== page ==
Thermoluminescent Dosimeters (TLDs) dose–response curve for doses between 0 Gy e 10 Gy.a) 5 MeV electron beam, b) 7 MeV electron beam, and c) 9 MeV electron beam. The red lines represent the linear fit, the green lines represent the quadratic fit. In d) the comparison between all curves is reported.
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pone.0139287.g005: Thermoluminescent Dosimeters (TLDs) dose–response curve for doses between 0 Gy e 10 Gy.a) 5 MeV electron beam, b) 7 MeV electron beam, and c) 9 MeV electron beam. The red lines represent the linear fit, the green lines represent the quadratic fit. In d) the comparison between all curves is reported.

Mentions: The TLD dose-response at 5 MeV electrons is depicted in Fig 5B. The linear model has an R2 = 0.974 while the quadratic model has an R2 = 0.999. For the 7 MeV and 9 MeV electron beams (Fig 5C and 5D), the R2 coefficients were 0.994 and 0.996 for the linear models, and 1.0 and 0.999 for the quadratic models, respectively. For all electron beams, the result of the F test approved the quadratic model (p<0.0004, Table 2). The best-fit regression coefficients for photon and electron beams were reported in Table 2.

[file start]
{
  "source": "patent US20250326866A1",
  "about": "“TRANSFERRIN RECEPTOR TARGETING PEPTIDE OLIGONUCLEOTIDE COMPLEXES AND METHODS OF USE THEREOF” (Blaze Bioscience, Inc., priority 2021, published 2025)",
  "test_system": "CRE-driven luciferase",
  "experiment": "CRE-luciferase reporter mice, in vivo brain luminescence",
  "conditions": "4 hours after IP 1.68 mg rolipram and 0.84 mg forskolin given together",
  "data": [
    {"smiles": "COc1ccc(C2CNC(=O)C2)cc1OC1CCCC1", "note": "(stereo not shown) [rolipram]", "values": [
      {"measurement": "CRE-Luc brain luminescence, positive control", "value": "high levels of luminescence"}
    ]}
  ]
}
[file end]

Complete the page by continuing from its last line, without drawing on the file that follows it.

Evaluation of LiF:Mg,Ti (TLD-100) for Intraoperative Electron Radiation Therapy Quality Assurance.

Liuzzi R, Savino F, D'Avino V, Pugliese M, Cella L - PLoS ONE (2015)

Thermoluminescent Dosimeters (TLDs) dose–response curve for doses between 0 Gy e 10 Gy.a) 5 MeV electron beam, b) 7 MeV electron beam, and c) 9 MeV electron beam. The red lines represent the linear fit, the green lines represent the quadratic fit. In d) the comparison between all curves is reported.
© Copyright Policy
Related In: Results  -  Collection

License
Show All Figures
getmorefigures.php?uid=PMC4591127&req=5

pone.0139287.g005: Thermoluminescent Dosimeters (TLDs) dose–response curve for doses between 0 Gy e 10 Gy.a) 5 MeV electron beam, b) 7 MeV electron beam, and c) 9 MeV electron beam. The red lines represent the linear fit, the green lines represent the quadratic fit. In d) the comparison between all curves is reported.